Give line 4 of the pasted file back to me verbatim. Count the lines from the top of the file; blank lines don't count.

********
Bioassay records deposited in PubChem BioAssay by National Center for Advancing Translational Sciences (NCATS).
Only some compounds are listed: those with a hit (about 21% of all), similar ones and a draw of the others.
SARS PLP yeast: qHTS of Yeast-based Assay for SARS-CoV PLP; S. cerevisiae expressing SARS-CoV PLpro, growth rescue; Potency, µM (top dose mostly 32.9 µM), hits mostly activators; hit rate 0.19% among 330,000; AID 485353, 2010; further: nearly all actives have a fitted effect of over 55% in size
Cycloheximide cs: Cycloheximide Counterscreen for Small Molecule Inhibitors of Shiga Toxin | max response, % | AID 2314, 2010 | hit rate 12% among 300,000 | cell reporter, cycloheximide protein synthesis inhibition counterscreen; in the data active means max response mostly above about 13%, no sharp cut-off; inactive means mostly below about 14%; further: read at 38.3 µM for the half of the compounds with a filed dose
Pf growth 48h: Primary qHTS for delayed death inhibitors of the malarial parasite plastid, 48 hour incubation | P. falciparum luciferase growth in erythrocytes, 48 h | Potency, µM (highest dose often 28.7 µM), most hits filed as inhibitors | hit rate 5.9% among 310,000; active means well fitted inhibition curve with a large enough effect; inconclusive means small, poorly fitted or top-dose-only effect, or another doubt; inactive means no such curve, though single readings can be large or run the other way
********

Cycloheximide cs: Cycloheximide Counterscreen for Small Molecule Inhibitors of Shiga Toxin | max response, % | AID 2314, 2010 | hit rate 12% among 300,000 | cell reporter, cycloheximide protein synthesis inhibition counterscreen; in the data active means max response mostly above about 13%, no sharp cut-off; inactive means mostly below about 14%; further: read at 38.3 µM for the half of the compounds with a filed dose